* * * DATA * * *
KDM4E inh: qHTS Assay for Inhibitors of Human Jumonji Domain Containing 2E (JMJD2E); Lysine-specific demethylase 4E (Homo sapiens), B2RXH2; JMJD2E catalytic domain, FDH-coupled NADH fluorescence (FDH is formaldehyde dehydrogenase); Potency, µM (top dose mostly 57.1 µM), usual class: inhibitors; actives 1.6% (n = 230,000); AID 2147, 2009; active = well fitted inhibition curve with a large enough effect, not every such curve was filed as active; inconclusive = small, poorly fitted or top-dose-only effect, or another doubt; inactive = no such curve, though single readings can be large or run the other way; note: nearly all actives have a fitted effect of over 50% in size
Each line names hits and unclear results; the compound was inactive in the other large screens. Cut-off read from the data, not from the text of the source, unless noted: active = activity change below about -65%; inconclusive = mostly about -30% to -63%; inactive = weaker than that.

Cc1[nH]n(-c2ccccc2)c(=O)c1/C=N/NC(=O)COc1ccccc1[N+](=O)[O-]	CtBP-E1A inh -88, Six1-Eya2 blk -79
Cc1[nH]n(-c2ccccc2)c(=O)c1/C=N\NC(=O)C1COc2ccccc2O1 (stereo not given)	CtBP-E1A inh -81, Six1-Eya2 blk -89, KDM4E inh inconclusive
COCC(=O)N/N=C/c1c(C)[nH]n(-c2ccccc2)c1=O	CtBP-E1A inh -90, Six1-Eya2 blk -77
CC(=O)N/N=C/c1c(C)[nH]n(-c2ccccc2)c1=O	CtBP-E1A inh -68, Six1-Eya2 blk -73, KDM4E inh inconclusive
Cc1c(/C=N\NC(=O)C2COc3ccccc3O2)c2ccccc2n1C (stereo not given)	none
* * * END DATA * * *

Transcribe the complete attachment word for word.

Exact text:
KDM4E inh: qHTS Assay for Inhibitors of Human Jumonji Domain Containing 2E (JMJD2E); Lysine-specific demethylase 4E (Homo sapiens), B2RXH2; JMJD2E catalytic domain, FDH-coupled NADH fluorescence (FDH is formaldehyde dehydrogenase); Potency, µM (top dose mostly 57.1 µM), usual class: inhibitors; actives 1.6% (n = 230,000); AID 2147, 2009; active = well fitted inhibition curve with a large enough effect, not every such curve was filed as active; inconclusive = small, poorly fitted or top-dose-only effect, or another doubt; inactive = no such curve, though single readings can be large or run the other way; note: nearly all actives have a fitted effect of over 50% in size
Each line names hits and unclear results; the compound was inactive in the other large screens. Cut-off read from the data, not from the text of the source, unless noted: active = activity change below about -65%; inconclusive = mostly about -30% to -63%; inactive = weaker than that.

Cc1[nH]n(-c2ccccc2)c(=O)c1/C=N/NC(=O)COc1ccccc1[N+](=O)[O-]	CtBP-E1A inh -88, Six1-Eya2 blk -79
Cc1[nH]n(-c2ccccc2)c(=O)c1/C=N\NC(=O)C1COc2ccccc2O1 (stereo not given)	CtBP-E1A inh -81, Six1-Eya2 blk -89, KDM4E inh inconclusive
COCC(=O)N/N=C/c1c(C)[nH]n(-c2ccccc2)c1=O	CtBP-E1A inh -90, Six1-Eya2 blk -77
CC(=O)N/N=C/c1c(C)[nH]n(-c2ccccc2)c1=O	CtBP-E1A inh -68, Six1-Eya2 blk -73, KDM4E inh inconclusive
Cc1c(/C=N\NC(=O)C2COc3ccccc3O2)c2ccccc2n1C (stereo not given)	none